If they don’t sign the Super Bowl MVP to a contract extension before the March 4 deadline to place the franchise tag on a player, the Ravens must decide if they want to employ the more expensive exclusive tag.
If the Ravens use the exclusive tag, Flacco would be in line to make $20.46 million, the average of the top five salary-cap figures for NFL quarterbacks, during the 2013 season. If they used the non-exclusive tender, which carries a price tag of $14.6 million, Flacco would be free to negotiate with other teams and sign elsewhere.
The Ravens said earlier this month that they have a plan, but did not say which tag they planned to place on Flacco should an extension not be finalized on time. The fact that they didn’t come out and reveal their intensions has led to speculation that the Ravens could use the non-exclusive tag and lose Flacco to another team.
Peter King of Sports Illustrated wrote two weeks ago that Flacco “could be stolen by a quarterback-needy and starved-for-relevance team like Cleveland.” He suggests the Ravens could let Flacco walk, take two first-rounders from the Browns as compensation, and address that need and others in April’s NFL draft.
With all due respect to King, that’s the exact same strategy I use every year when the new “Madden” game comes out. I trade an established quarterback for picks to I can start over with a virtual one with a 98 speed rating.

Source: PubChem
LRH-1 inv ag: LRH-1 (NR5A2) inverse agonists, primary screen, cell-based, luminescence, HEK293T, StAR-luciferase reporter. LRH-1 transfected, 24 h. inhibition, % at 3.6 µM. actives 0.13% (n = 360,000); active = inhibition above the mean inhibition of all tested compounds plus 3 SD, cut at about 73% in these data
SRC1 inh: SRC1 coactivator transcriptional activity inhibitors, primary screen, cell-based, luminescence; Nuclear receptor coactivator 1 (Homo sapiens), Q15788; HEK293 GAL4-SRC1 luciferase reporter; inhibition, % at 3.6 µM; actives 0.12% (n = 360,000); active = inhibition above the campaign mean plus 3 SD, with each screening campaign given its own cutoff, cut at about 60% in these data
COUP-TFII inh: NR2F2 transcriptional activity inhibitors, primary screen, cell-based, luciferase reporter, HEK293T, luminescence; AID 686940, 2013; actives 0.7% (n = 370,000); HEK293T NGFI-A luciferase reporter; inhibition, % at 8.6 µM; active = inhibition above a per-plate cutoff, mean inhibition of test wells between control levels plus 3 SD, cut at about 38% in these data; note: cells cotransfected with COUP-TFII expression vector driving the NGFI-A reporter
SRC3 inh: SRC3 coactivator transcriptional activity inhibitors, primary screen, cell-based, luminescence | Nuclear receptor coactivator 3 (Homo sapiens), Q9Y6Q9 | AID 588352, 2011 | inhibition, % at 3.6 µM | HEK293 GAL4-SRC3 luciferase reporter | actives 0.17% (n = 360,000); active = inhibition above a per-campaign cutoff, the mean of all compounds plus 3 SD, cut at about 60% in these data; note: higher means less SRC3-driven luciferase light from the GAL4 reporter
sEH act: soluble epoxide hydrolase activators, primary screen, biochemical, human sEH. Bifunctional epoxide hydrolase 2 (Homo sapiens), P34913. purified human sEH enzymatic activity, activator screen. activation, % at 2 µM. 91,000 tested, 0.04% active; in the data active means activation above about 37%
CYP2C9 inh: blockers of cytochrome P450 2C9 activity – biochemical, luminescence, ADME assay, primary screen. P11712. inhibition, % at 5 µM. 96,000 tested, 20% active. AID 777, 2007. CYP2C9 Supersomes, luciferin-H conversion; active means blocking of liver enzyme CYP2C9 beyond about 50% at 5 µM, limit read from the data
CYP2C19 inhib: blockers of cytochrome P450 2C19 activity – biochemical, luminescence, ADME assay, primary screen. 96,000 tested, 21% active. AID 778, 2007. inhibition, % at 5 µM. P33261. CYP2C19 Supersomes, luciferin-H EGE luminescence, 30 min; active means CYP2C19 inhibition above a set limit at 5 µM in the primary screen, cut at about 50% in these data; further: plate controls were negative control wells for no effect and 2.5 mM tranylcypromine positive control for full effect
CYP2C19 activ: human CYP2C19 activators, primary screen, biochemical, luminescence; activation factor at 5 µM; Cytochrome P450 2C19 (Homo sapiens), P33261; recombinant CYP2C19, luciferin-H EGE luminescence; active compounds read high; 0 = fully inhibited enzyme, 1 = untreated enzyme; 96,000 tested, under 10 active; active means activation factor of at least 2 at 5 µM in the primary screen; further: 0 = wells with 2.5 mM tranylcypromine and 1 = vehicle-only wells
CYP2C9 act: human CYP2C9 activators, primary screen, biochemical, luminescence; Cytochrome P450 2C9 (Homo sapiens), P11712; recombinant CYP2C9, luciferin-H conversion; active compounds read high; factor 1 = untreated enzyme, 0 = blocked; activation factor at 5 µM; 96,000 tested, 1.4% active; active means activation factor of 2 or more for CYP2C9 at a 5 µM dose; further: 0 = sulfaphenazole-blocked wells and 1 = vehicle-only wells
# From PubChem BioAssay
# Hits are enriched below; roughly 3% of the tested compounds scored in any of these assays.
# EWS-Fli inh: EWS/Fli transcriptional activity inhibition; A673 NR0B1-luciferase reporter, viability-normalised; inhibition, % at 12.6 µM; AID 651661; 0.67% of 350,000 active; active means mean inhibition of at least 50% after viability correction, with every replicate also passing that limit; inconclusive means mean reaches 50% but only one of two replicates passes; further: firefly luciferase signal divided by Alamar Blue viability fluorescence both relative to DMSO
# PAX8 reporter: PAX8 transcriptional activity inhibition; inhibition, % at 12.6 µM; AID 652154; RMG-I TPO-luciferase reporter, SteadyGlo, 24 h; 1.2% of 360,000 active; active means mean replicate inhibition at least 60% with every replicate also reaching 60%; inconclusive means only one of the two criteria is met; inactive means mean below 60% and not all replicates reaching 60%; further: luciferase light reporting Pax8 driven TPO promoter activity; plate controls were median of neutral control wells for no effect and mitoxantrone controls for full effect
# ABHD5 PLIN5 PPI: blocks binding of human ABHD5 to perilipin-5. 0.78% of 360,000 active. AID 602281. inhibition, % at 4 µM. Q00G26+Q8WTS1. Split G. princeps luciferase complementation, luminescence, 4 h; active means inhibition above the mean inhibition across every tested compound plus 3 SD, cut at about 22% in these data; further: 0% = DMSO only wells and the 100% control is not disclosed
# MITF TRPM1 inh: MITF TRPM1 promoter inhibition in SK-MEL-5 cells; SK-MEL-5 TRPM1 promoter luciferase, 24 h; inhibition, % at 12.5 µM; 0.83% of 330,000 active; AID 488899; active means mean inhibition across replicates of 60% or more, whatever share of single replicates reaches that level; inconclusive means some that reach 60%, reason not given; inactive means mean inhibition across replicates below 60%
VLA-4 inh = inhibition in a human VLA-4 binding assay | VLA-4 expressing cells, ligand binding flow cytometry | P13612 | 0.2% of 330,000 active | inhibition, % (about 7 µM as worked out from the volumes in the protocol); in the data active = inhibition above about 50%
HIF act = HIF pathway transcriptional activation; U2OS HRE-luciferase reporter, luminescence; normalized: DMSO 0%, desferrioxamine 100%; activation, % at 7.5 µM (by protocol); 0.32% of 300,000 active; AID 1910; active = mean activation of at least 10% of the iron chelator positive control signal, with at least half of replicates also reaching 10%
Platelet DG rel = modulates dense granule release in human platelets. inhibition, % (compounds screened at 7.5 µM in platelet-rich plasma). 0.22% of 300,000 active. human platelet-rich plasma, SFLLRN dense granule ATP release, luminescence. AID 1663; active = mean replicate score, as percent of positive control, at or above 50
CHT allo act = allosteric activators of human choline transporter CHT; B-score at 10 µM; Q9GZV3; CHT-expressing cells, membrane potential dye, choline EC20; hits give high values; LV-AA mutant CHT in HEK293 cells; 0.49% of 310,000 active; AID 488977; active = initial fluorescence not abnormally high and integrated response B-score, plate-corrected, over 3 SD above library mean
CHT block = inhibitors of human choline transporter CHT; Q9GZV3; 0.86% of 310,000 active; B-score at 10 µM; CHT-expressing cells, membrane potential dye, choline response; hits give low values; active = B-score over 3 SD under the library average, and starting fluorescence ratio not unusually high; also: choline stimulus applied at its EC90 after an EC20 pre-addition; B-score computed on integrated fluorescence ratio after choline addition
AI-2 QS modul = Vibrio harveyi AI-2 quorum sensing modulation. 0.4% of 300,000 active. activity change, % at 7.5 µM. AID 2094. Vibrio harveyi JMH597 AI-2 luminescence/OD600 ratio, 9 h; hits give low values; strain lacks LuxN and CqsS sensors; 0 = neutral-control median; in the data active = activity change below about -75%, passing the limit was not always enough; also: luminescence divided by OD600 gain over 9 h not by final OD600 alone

King is not the only one who thinks the Ravens are leaving themselves vulnerable to an offer from another team. Ross Tucker, another NFL talking head I respect and enjoy, wrote about it on Twitter this morning, saying that the Browns should throw a ton of money at Flacco because it would be a win-win situation for them. They could land a top-10 quarterback or, if the Ravens match, force the Ravens to overpay for Flacco.
But there is a key question being overlooked during these Flacco doomsday discussions: Does he actually want to go anywhere?
Yes, for a deal to actually take place, Flacco has to sign on the dotted line with another team. He has to willingly choose to leave Baltimore. Other teams can’t just claim him by mailing their picks to 1 Winning Drive. And all indications are that Flacco loves Baltimore and enjoys being close to his family in New Jersey.
You know what else Flacco really enjoys? Winning.
I don’t believe Flacco, having just passed the Ravens to the Lombardi Trophy, is the kind of person who would walk away from a great situation in Baltimore to sign with the Browns -- a team he has beaten 10 times in a row -- or any other quarterback-needy, cellar-dwelling team. The money might be a little bit greener if he were to sign elsewhere, but the proverbial grass -- or the proverbial FieldTurf -- won’t be as green there.
It would be one thing if the negotiations became contentious and Flacco felt as if he was being disrespected, but the conversations between the Ravens and Flacco’s agent have been cordial.
And then there’s always the possibility that Flacco could sign with another team to force the Ravens to up their ante, but that negotiating ploy might be equally as dangerous to Flacco if he does want to stay. Before getting in a game of offer sheet chicken with the Ravens, he would have to be cognizant of the fact that if he signed a lucrative offer sheet with another team, there is a slim chance that he might have to go play there.
Like I said, I have a feeling Flacco meant it when he said after the Super Bowl that he is a “Raven for life,” and after spending more than a decade looking for a franchise quarterback, the Ravens would be happy to oblige.
It would be risky if they used the non-exclusive tag, but I think they know he doesn’t want to be anywhere else.Copyright © 2015, The Baltimore Sun